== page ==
Artificial mutations and natural variations in the CD46 molecules from human and monkey cells define regions important for measles virus binding

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TypeArticle
Journal titleJournal of Virology
Volume71
Issue8
Pages61446154; # of pages: 11
AbstractCD46 was previously shown to be a primate-specific receptor for the Edmonston strain of measles virus. This receptor consists of four short consensus regions (SCR1 to SCR4) which normally function in complement regulation. Measles virus has recently been shown to interact with SCR1 and SCR2. In this study, receptors on different types of monkey erythrocytes were employed as "natural mutant proteins" to further define the virus binding regions of CD46. Erythrocytes from African green monkeys and rhesus macaques hemagglutinate in the presence of measles virus, while baboon erythrocytes were the least efficient of the Old World monkey cells used in these assays. Subsequent studies demonstrated that the SCR2 domain of baboon CD46 contained an Arg-to- Gln mutation at amino acid position 103 which accounted for reduced hemagglutination activity. Surprisingly, none of the New World monkey erythrocytes hemagglutinated in the presence of virus. Sequencing of cDNAs derived from the lymphocytes of these New World monkeys and analysis of their erythrocytes with SCR1-specific polyclonal antibodies indicated that the SCR1 domain was deleted in these cells. Additional experiments, which used 35 different site-specific mutations inserted into CD46, were performed to complement the preceding studies. The effects of these artificial mutations were documented with a convenient binding assay using insect cells expressing the measles virus hemagglutinin. Mutations which mimicked the change found in baboon CD46 or another which deleted the SCR2 glycosylation site reduced binding substantially. Another mutation which altered GluArg to AlaAla at positions 58 and 59, totally abolished binding. Finally, the epitopes for two monoclonal antibodies which inhibit measles virus attachment were mapped to the same regions implicated by mutagenesis.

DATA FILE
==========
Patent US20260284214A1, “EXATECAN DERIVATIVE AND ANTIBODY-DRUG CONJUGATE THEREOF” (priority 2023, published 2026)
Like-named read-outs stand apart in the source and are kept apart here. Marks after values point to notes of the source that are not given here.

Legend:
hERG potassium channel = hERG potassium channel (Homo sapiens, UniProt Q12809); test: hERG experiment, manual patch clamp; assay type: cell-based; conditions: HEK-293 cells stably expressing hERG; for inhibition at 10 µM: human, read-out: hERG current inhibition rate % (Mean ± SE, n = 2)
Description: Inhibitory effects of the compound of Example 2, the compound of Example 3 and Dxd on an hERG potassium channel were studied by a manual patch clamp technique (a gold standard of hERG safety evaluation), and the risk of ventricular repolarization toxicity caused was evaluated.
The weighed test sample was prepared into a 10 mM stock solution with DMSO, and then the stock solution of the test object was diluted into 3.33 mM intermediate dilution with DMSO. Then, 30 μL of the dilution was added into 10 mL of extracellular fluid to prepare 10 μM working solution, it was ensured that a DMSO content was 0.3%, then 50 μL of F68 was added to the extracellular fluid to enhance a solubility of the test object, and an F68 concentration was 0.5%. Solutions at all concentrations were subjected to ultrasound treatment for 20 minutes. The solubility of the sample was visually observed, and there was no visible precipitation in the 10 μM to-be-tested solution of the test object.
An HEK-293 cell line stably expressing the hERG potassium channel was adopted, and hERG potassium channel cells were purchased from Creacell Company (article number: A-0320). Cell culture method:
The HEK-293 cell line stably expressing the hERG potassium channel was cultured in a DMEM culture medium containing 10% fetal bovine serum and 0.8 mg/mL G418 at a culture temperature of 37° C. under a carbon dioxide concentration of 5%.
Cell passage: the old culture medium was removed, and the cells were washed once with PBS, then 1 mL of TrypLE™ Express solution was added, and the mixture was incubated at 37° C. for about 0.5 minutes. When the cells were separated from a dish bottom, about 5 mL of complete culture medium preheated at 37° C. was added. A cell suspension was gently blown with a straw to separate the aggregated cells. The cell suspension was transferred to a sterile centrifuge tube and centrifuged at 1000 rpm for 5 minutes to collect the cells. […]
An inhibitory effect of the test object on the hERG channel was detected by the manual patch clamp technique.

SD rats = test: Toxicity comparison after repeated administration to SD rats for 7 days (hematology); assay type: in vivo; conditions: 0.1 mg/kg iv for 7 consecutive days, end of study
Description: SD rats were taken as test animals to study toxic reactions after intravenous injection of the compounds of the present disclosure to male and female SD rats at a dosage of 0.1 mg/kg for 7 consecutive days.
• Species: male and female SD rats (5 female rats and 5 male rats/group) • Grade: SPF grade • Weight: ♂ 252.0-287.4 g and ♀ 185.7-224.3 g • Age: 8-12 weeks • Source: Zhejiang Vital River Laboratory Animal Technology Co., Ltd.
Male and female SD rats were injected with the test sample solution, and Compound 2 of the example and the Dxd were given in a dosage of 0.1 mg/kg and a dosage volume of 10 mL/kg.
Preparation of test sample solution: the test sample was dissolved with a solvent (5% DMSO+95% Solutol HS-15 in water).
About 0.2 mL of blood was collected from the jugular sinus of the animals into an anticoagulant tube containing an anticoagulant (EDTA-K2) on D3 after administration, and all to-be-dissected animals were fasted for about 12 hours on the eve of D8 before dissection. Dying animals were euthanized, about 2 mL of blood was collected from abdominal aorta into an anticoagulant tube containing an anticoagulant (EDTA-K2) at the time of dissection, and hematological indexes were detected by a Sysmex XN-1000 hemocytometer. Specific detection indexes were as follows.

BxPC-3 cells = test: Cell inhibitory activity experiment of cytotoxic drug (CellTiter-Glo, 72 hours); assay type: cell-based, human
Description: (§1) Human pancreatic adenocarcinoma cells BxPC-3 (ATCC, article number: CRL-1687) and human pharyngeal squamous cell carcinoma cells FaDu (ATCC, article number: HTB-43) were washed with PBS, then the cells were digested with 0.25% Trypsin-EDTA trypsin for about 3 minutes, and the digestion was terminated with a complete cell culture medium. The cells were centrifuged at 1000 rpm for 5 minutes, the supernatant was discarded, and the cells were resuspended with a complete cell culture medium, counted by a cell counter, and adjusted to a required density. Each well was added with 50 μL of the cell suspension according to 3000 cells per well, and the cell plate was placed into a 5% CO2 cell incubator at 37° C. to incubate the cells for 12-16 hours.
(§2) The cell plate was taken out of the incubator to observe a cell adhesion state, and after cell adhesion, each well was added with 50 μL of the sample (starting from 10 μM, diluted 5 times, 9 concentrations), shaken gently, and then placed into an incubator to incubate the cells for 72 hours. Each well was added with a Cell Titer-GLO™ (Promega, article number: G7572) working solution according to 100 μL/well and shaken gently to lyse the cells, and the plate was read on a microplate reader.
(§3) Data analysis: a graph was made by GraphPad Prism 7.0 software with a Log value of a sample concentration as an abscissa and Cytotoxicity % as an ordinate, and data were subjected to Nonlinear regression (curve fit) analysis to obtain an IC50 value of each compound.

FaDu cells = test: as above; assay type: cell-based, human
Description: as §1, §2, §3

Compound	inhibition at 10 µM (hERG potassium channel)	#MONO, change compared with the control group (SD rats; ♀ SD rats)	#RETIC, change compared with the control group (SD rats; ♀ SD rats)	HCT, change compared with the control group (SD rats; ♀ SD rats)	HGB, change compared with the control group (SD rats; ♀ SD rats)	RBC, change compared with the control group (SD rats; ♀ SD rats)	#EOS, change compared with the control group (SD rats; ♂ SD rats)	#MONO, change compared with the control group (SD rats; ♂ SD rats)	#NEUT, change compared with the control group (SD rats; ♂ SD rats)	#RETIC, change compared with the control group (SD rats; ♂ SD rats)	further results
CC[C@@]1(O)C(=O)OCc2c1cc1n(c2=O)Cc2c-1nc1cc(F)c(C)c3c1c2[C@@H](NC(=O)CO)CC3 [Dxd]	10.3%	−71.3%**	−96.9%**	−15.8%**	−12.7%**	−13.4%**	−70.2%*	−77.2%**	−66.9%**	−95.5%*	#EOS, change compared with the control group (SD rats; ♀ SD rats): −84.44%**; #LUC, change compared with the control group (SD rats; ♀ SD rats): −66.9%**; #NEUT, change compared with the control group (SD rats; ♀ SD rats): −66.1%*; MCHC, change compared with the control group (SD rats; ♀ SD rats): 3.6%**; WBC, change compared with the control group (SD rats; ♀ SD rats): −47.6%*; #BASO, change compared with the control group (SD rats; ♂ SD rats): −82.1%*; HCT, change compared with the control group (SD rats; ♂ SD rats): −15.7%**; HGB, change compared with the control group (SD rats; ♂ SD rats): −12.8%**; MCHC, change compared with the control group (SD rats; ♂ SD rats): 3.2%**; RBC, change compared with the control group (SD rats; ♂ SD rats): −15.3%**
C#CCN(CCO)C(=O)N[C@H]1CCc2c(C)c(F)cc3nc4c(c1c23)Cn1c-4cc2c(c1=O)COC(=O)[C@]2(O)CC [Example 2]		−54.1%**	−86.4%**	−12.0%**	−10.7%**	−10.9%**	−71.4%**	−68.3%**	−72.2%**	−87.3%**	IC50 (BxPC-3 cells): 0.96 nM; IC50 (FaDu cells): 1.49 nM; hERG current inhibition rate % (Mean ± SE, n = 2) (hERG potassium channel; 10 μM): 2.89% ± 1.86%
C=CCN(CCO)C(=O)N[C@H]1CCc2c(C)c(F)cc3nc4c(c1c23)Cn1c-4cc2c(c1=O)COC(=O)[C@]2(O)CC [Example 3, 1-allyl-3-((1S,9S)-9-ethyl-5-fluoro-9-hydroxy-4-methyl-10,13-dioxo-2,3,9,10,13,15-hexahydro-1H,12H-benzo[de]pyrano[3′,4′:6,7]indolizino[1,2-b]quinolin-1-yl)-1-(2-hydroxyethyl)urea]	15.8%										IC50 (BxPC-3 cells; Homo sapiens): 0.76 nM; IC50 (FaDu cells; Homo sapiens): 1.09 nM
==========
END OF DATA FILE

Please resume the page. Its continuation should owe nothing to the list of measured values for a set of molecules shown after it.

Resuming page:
Publication date
Linkhttp://jvi.asm.org/cgi/content/abstract/71/8/6144
LanguageEnglish
AffiliationNational Research Council Canada; NRC Biotechnology Research Institute
Peer reviewedNo
NRC number41416
NPARC number12328404
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Record identifier0a115f1b-46c4-491d-92cf-939b14af08a9
Record created2009-09-10
Record modified2016-05-09
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